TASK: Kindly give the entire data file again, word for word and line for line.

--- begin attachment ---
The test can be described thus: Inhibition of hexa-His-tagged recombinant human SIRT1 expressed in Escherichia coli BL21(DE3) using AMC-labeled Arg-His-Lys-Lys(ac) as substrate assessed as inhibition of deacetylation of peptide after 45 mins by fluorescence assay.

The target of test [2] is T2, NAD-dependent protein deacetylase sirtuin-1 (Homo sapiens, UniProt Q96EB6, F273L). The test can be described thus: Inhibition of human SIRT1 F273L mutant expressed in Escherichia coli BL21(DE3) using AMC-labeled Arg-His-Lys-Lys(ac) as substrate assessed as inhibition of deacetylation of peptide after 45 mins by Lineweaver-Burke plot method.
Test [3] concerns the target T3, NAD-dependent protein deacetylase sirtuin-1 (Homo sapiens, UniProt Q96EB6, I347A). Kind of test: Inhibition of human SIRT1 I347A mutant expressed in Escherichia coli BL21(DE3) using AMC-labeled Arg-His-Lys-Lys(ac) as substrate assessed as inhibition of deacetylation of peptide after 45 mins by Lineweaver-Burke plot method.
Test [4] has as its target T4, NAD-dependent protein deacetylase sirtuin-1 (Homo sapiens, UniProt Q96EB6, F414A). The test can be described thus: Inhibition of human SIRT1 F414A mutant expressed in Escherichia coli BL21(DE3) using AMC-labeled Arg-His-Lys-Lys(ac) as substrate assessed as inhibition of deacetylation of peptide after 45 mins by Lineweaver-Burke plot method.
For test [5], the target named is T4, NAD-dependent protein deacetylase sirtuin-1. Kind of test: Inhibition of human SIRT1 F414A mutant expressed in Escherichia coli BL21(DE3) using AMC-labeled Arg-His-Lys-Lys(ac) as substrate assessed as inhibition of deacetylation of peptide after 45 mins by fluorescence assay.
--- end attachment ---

The test can be described thus: Inhibition of hexa-His-tagged recombinant human SIRT1 expressed in Escherichia coli BL21(DE3) using AMC-labeled Arg-His-Lys-Lys(ac) as substrate assessed as inhibition of deacetylation of peptide after 45 mins by fluorescence assay.

The target of test [2] is T2, NAD-dependent protein deacetylase sirtuin-1 (Homo sapiens, UniProt Q96EB6, F273L). The test can be described thus: Inhibition of human SIRT1 F273L mutant expressed in Escherichia coli BL21(DE3) using AMC-labeled Arg-His-Lys-Lys(ac) as substrate assessed as inhibition of deacetylation of peptide after 45 mins by Lineweaver-Burke plot method.
Test [3] concerns the target T3, NAD-dependent protein deacetylase sirtuin-1 (Homo sapiens, UniProt Q96EB6, I347A). Kind of test: Inhibition of human SIRT1 I347A mutant expressed in Escherichia coli BL21(DE3) using AMC-labeled Arg-His-Lys-Lys(ac) as substrate assessed as inhibition of deacetylation of peptide after 45 mins by Lineweaver-Burke plot method.
Test [4] has as its target T4, NAD-dependent protein deacetylase sirtuin-1 (Homo sapiens, UniProt Q96EB6, F414A). The test can be described thus: Inhibition of human SIRT1 F414A mutant expressed in Escherichia coli BL21(DE3) using AMC-labeled Arg-His-Lys-Lys(ac) as substrate assessed as inhibition of deacetylation of peptide after 45 mins by Lineweaver-Burke plot method.
For test [5], the target named is T4, NAD-dependent protein deacetylase sirtuin-1. Kind of test: Inhibition of human SIRT1 F414A mutant expressed in Escherichia coli BL21(DE3) using AMC-labeled Arg-His-Lys-Lys(ac) as substrate assessed as inhibition of deacetylation of peptide after 45 mins by fluorescence assay.